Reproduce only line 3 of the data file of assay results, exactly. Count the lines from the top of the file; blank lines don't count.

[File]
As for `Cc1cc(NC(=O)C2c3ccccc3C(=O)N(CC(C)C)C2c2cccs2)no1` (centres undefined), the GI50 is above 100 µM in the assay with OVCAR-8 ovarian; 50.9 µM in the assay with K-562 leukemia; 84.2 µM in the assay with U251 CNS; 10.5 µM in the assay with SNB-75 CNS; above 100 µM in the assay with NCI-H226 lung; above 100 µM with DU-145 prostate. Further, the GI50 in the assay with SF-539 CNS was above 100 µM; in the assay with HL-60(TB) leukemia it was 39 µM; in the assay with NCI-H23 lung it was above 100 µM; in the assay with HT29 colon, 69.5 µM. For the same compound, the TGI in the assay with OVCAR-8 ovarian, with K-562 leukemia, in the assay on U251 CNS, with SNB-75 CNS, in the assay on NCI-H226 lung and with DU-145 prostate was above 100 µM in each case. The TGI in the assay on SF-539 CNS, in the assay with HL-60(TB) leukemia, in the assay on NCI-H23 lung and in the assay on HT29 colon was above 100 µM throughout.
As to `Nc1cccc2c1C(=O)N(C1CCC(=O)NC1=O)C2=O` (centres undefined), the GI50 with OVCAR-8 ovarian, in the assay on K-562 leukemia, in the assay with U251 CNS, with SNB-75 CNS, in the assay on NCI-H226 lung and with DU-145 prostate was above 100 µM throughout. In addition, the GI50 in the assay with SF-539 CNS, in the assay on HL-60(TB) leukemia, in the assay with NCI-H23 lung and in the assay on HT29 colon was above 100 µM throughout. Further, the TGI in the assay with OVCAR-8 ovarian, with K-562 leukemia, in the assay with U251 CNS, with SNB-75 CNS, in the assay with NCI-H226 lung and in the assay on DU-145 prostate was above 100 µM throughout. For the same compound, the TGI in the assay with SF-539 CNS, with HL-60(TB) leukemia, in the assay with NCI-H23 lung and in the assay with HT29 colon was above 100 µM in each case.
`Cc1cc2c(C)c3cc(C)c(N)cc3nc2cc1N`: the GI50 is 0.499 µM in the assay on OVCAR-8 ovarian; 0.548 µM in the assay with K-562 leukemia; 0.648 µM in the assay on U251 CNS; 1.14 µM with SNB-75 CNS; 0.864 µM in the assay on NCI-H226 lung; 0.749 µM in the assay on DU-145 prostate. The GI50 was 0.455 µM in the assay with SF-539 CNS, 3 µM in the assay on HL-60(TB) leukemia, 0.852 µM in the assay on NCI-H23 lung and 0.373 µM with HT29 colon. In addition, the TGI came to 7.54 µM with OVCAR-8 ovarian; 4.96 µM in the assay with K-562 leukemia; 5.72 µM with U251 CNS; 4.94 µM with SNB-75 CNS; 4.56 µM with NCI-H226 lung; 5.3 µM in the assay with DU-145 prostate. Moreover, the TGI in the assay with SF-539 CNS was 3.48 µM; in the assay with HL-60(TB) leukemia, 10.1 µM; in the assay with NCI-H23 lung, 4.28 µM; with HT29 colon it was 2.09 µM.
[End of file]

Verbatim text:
`Cc1cc2c(C)c3cc(C)c(N)cc3nc2cc1N`: the GI50 is 0.499 µM in the assay on OVCAR-8 ovarian; 0.548 µM in the assay with K-562 leukemia; 0.648 µM in the assay on U251 CNS; 1.14 µM with SNB-75 CNS; 0.864 µM in the assay on NCI-H226 lung; 0.749 µM in the assay on DU-145 prostate. The GI50 was 0.455 µM in the assay with SF-539 CNS, 3 µM in the assay on HL-60(TB) leukemia, 0.852 µM in the assay on NCI-H23 lung and 0.373 µM with HT29 colon. In addition, the TGI came to 7.54 µM with OVCAR-8 ovarian; 4.96 µM in the assay with K-562 leukemia; 5.72 µM with U251 CNS; 4.94 µM with SNB-75 CNS; 4.56 µM with NCI-H226 lung; 5.3 µM in the assay with DU-145 prostate. Moreover, the TGI in the assay with SF-539 CNS was 3.48 µM; in the assay with HL-60(TB) leukemia, 10.1 µM; in the assay with NCI-H23 lung, 4.28 µM; with HT29 colon it was 2.09 µM.